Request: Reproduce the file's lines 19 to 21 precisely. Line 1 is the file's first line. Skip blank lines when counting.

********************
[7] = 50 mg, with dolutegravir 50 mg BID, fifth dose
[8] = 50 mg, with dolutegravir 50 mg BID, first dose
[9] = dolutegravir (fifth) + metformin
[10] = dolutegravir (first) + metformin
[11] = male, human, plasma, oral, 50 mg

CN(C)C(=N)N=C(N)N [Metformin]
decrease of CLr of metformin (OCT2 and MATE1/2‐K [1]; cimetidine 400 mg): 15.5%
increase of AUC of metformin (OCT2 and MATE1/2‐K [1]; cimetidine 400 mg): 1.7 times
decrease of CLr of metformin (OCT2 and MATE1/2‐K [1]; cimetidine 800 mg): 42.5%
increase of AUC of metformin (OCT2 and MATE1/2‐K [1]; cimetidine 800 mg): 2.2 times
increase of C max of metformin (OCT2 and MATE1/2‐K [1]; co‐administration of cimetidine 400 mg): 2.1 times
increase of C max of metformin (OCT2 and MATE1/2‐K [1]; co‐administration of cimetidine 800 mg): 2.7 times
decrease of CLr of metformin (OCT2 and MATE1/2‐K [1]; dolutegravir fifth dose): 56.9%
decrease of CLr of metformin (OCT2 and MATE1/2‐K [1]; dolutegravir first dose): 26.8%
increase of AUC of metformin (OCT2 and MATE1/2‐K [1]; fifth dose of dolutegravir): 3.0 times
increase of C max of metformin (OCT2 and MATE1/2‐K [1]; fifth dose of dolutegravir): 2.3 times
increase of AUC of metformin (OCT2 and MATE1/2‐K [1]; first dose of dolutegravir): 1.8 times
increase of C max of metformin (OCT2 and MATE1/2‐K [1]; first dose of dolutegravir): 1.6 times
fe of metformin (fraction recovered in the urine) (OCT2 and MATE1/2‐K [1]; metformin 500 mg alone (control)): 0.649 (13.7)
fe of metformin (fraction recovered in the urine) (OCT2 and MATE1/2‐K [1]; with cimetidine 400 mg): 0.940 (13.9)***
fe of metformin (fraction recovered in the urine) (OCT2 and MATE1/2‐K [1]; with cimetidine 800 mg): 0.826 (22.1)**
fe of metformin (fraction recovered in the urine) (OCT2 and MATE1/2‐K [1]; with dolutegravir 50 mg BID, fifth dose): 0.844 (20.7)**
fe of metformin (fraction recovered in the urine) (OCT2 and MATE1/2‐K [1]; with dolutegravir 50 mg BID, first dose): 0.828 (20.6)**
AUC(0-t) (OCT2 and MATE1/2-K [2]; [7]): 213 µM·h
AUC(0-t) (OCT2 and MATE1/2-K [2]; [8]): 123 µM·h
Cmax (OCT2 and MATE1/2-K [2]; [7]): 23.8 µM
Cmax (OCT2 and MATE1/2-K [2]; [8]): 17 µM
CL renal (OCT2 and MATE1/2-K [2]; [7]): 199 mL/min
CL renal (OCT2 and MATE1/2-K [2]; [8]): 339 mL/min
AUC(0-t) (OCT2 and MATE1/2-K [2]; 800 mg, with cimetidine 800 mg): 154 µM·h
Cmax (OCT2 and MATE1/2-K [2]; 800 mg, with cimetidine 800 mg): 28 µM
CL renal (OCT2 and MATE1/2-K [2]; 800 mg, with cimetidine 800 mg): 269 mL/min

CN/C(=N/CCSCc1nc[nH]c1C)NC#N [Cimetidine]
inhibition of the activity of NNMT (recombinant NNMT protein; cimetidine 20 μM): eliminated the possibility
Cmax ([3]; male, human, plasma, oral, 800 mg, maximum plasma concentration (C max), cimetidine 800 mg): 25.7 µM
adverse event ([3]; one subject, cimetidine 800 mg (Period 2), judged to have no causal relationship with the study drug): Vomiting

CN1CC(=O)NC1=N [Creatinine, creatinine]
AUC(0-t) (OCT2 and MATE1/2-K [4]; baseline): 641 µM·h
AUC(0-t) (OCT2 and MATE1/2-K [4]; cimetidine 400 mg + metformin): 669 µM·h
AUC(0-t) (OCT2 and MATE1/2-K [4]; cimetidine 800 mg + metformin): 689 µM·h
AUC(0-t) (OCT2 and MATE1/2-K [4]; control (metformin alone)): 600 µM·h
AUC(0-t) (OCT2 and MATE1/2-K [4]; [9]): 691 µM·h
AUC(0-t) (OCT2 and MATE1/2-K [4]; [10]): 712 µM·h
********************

fe of metformin (fraction recovered in the urine) (OCT2 and MATE1/2‐K [1]; metformin 500 mg alone (control)): 0.649 (13.7)
fe of metformin (fraction recovered in the urine) (OCT2 and MATE1/2‐K [1]; with cimetidine 400 mg): 0.940 (13.9)***
fe of metformin (fraction recovered in the urine) (OCT2 and MATE1/2‐K [1]; with cimetidine 800 mg): 0.826 (22.1)**